Deaf Expo showcases deaf-owned businesses

Amtrak representatives talk with visitors checking out vendors

Delaware School for the Deaf celebrated Deaf Awareness Week on Saturday by hosting the annual Deaf Expo, which showcases deaf-owned and deaf-friendly businesses.

Organized by the Delaware Association of the Deaf, the event is held in a different location around the state each year. Feta Fernsler, president of the organization, said that holding the event at DSD gave students there a chance to meet successful deaf people and envision their own future.

“We don’t want to limit kids’ expectations,” Fernsler said.”The world is open to them.”


More than 30 vendors participated in the event, including many businesses owned by deaf people or children of deaf adults. Some sold products catering to deaf people, such as alarm clocks that vibrate and light up.

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Volunteer ASL teacher (Georgetown, DE)

Volunteer caption with varying colored raised hands to indicate volunteerism

The First State Community Action Agency in Georgetown is looking for a volunteer ASL teacher to work with middle school aged students (ages 10 to  14) for 10 weeks, once a week for an hour. Students are in the program Monday through Friday from 2:30 – 5:30 pm. They would like to start in October as soon as possible.

Contact Gail Garner at  Deaf.Outreach16 at or text her at 410-409-4976 to get connected with Karen Mann who is coordinating the class.

Staten Islander Andrea Moore (in black) battles Lisa Kilmer of North Carolina Saturday night in the First Responders' boxing event at Community Park. (Photo courtesy of Andrea Moore)

Boxing helped Andrea Moore overcome a lot of obstacles in her life — and that’s why she loves the sweet science.


The 29-year-old fighter, who resides in Rossville, was born deaf and was bullied growing up.


She turned to boxing at the age of 14 as a way to channel her anger from constantly being picked on.


“I had anger problems and my parents saw me hold my own whenever I played rough with the boys so they heard about this gym and brought me there,” explained Moore. “It instantly lit up a soul I didn’t know I had. Letting it all out by hitting the bag.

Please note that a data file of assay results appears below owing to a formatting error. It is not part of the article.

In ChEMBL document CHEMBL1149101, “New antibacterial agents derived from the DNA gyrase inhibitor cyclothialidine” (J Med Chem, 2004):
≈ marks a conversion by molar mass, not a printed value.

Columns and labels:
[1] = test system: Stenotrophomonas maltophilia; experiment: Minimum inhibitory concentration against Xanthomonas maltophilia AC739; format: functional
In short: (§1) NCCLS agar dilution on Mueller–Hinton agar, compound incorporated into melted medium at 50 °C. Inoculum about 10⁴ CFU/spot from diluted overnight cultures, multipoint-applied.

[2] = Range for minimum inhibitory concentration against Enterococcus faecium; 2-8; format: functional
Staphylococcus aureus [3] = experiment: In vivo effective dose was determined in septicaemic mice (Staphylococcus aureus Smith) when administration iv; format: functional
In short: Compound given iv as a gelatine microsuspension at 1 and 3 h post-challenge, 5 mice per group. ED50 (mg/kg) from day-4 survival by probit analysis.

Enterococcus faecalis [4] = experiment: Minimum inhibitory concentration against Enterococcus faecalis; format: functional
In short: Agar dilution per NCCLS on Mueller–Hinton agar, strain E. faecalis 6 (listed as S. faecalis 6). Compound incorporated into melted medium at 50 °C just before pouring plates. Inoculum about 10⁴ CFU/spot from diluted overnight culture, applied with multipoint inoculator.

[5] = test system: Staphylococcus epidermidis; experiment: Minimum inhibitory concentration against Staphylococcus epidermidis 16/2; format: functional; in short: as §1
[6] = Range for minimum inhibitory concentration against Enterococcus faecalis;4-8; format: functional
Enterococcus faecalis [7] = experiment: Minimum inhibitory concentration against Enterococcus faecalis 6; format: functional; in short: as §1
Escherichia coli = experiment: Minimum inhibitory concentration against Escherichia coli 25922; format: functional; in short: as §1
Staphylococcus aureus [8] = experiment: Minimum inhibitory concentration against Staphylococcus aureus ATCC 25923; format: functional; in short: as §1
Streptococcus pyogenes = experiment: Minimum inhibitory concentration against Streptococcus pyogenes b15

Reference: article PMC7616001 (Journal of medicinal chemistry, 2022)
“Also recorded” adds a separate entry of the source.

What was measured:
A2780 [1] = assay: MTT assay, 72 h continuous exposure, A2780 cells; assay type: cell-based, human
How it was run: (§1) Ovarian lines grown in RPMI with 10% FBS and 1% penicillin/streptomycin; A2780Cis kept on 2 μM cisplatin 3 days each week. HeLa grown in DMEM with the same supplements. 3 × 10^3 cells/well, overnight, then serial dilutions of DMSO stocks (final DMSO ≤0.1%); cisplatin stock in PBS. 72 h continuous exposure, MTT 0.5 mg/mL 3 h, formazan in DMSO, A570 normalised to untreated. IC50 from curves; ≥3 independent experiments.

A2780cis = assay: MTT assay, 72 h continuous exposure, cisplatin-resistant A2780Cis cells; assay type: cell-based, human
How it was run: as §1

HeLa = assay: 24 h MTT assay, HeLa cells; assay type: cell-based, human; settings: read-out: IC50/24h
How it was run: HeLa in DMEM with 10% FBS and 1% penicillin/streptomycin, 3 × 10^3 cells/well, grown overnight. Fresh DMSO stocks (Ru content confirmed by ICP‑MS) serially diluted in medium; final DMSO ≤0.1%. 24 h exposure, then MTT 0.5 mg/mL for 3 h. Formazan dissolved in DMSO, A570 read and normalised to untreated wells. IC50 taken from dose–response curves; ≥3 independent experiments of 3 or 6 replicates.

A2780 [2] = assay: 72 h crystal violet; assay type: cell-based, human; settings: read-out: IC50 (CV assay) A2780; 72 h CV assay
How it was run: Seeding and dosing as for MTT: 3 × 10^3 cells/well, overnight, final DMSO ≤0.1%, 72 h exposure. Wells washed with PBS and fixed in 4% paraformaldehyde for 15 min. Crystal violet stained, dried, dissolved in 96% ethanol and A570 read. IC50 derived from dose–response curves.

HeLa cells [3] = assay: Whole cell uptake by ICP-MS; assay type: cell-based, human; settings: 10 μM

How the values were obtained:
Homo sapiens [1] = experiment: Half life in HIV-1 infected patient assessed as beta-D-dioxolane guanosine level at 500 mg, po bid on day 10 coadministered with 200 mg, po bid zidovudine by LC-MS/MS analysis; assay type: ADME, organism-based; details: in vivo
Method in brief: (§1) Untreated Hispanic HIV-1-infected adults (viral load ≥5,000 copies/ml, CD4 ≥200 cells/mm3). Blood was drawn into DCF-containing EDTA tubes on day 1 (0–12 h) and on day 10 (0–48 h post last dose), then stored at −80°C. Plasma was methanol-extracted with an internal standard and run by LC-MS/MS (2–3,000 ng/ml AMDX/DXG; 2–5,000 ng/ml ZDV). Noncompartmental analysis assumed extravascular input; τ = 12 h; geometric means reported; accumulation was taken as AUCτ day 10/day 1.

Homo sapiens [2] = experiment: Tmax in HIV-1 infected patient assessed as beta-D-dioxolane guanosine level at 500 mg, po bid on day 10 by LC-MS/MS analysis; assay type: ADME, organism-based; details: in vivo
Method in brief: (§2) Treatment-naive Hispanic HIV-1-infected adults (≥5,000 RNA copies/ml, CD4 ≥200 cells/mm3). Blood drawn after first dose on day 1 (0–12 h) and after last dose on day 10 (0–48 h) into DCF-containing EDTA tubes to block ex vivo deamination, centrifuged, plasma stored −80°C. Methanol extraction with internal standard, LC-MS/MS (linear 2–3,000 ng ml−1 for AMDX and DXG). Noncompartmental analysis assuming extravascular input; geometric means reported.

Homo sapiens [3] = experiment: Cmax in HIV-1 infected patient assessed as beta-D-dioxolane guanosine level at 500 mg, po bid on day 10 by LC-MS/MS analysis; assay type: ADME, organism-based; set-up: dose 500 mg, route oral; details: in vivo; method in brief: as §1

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A Denver disability lawyer was excluded from jury service because he’s deaf. Now he’s suing the court.

Spencer Kontnik

A Denver attorney who specializes in disability discrimination litigation, has found himself in the shoes of the very people he represents.

Spencer Kontnik is suing the Denver County Court for excluding him from jury service because he is deaf.

The lawsuit, filed Friday in Denver District Court, alleges discrimination against a qualified juror with a disability and claims the court violated the Colorado Anti-Discrimination Act, which states people with disabilities must not be excluded from participating in services, programs or activities provided by a public entity or state agency. A court is a public entity.

Kontnik and the Colorado Cross-Disability Coalition, a nonprofit advocating for disability rights statewide, are asking the Denver County Court to stop violating the law and ensure prospective jurors with disabilities do not experience discrimination by implementing new policies.

“Individuals with disabilities should be valued and under Colorado law, frankly, do have the right to be treated the same as others,” Kontnik said by phone Monday afternoon.

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